PoNS Device for MS-associated Gait Problems Now Available in US

Lindsey Shapiro, PhD avatar

by Lindsey Shapiro, PhD |

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The portable neuromodulation stimulator (PoNS) device, which improves walking abilities in people with multiple sclerosis (MS), is now available  commercially in the U.S. for patients ages 22 and older who have a prescription from their healthcare provider.

The device was approved last year by the U.S. Food and Drug Administration (FDA), which stipulated that it could be used for the short-term treatment of gait problems due to mild or moderate MS in conjunction with supervised physical therapy.

The device may help MS patients in the U.S. see improvements in mobility, disability, and quality of life, according to its developer, Helius Medical Technologies.

“Approximately 40 percent of individuals with MS will need walking assistance within 15 years of the onset of the disease. PoNS therapy provides a unique opportunity for these patients to improve gait functionality and mobility,”  Antonella Favit-Van Pelt, MD, PhD, Helius’ chief medical officer, said in a press release.

Walking difficulties are among the most common symptoms of MS. Often, walking can be improved with physical therapy, stretching, and assistive walking devices, sometimes in combination with medication.

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PoNS is a noninvasive portable device consisting of a mouthpiece that’s connected via a cord to a controller worn around the neck.

When placed on the tongue, the mouthpiece delivers a light electrical stimulation to two nerves, called cranial nerves, which send electrical signals to the brain. These electrical signals promote neuroplasticity, a process wherein the brain adapts and rewires in response to new experiences. This is thought to promote the strength of brain circuits involved in movement and enhance the benefits of physical therapy in people with mild-to-moderate MS.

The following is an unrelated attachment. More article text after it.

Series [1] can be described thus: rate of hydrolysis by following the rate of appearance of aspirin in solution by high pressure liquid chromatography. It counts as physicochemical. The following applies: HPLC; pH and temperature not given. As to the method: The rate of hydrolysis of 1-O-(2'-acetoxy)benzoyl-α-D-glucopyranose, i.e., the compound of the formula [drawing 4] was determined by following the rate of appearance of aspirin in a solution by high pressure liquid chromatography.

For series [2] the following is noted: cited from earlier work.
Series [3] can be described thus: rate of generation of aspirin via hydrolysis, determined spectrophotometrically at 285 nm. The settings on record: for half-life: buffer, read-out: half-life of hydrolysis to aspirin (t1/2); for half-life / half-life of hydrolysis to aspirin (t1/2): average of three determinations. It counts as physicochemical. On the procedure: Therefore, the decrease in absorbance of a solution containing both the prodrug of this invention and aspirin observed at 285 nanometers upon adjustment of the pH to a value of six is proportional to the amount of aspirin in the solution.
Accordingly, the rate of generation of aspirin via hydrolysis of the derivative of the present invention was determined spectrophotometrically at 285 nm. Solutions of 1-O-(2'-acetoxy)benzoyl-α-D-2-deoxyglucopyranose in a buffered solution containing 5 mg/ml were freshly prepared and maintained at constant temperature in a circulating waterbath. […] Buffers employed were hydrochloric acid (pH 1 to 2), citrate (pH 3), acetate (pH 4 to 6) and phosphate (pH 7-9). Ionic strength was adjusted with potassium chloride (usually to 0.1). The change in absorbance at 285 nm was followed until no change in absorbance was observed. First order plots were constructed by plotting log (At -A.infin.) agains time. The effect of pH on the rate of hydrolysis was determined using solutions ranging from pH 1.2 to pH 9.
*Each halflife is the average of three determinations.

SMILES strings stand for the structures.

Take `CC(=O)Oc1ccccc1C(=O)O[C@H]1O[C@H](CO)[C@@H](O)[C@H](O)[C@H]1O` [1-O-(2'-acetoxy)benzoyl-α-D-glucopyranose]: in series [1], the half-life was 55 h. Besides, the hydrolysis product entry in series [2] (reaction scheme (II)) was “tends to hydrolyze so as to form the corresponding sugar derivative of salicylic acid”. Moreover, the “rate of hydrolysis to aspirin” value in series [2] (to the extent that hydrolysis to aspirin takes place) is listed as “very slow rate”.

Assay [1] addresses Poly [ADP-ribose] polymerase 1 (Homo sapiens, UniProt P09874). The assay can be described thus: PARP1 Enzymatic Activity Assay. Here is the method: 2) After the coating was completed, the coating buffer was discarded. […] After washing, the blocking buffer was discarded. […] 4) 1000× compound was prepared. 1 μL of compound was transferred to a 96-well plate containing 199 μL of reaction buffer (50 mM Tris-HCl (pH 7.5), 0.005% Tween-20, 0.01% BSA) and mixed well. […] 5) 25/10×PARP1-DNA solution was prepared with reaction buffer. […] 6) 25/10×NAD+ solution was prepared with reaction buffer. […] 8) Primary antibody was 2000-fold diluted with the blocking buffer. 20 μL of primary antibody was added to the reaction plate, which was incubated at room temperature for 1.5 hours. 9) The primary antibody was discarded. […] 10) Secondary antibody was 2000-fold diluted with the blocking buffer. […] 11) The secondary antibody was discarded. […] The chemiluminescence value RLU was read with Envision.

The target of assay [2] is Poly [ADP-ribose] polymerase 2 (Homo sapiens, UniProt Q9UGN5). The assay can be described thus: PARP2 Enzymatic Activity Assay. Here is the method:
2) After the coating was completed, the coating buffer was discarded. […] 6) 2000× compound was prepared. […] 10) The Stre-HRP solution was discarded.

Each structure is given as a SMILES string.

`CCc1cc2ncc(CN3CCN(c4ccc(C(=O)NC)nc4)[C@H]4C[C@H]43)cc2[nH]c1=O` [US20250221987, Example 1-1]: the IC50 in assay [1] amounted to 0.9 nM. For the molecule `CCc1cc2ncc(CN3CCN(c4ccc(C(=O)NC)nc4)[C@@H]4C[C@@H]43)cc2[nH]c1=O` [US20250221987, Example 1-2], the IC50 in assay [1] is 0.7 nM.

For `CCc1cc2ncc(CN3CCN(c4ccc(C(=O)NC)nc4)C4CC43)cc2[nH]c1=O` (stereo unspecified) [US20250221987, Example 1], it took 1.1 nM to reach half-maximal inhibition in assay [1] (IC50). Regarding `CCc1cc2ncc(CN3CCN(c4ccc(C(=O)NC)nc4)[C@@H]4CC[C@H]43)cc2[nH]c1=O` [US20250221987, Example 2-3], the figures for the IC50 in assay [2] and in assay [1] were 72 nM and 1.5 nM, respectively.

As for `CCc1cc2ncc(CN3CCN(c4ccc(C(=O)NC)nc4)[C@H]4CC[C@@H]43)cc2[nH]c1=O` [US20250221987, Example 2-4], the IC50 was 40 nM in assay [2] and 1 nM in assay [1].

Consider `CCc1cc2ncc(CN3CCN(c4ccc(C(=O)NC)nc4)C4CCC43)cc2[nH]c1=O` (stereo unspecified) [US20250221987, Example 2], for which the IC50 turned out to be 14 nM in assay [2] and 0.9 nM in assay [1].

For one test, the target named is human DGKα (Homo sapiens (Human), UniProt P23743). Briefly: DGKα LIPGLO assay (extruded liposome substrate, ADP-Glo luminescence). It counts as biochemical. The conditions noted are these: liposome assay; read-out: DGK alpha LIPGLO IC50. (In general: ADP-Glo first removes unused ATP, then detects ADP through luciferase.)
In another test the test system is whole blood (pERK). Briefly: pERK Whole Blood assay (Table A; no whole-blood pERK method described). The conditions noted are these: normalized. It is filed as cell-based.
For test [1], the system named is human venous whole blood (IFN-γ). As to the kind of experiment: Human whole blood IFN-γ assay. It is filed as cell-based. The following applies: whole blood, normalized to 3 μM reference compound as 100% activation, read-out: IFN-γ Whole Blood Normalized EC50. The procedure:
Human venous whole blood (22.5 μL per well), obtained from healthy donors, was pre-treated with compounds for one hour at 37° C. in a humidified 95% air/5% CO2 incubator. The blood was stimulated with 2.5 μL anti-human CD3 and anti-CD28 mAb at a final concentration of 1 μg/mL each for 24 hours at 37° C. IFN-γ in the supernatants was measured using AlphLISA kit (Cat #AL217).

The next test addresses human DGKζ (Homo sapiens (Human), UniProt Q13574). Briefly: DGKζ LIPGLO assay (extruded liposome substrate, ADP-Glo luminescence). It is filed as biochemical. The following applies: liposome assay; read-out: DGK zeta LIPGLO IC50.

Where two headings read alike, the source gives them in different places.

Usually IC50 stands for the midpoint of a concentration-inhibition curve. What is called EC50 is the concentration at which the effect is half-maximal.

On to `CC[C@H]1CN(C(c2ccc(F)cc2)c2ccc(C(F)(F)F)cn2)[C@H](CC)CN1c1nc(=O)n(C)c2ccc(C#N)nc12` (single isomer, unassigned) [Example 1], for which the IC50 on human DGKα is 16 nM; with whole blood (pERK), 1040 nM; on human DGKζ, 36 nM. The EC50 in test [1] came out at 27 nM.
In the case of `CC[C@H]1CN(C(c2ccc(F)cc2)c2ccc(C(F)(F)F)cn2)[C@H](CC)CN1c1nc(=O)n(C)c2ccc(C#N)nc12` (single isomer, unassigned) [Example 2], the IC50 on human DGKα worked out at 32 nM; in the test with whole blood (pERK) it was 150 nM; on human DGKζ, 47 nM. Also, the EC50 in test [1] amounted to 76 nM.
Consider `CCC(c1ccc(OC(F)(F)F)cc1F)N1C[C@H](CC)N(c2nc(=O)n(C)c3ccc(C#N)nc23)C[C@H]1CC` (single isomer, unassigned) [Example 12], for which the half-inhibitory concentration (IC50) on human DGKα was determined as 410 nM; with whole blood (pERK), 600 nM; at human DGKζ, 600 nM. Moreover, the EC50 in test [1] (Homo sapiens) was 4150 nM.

“We believe that we are unlocking the full potential of neuromodulation and neuroplasticity to help MS patients walk more steadily and safely,” Favit-Van Pelt said.

Treating physicians and physical therapists can also connect the controller to a computer to monitor PoNS usage, giving them a better sense of whether patients are adhering to their therapy regimen.

Helius recently launched the Therapeutic Experience Program, in which the company will partner with 10 to 12 interested neurologists or neuro-rehabilitation therapists to help them learn more about PoNS technology, which they can then use to advise the medical community. Last year, New York University-Langone Health became the first center to participate in the program.

The FDA’s approval of PoNS was based largely on findings from two clinical trials. The first (NCT04498039) showed that among 20 people with MS-related walking problems, patients who received PoNS in combination with an exercise program had greater improvements in gait compared with those who only completed the exercise program.

A second, similarly designed trial (NCT04496531), sponsored by Helius, again showed that among 14 patients, those who received PoNS stimulation with physical and cognitive rehab saw greater balance improvements after 14 weeks (about 3.5 months) compared with those who received rehab only.

No serious side effects were reported in either trial.

PoNS was designated a breakthrough device for treating MS walking impairments in 2020. Its eventual approval took place through the FDA’s de novo pathway, which is used for devices for which there are no comparable alternatives already being marketed in the U.S.

PoNS is also approved in Canada and Australia for short-term use in MS patients in addition to physical therapy.

Helius is investigating PoNS use for treating gait and balance deficits after stroke, an indication for which the device also has a breakthrough designation. An upcoming clinical trial (NCT05135533) led by investigators at the Medical University of South Carolina will evaluate the effects of PoNS on gait recovery and stability after a stroke.

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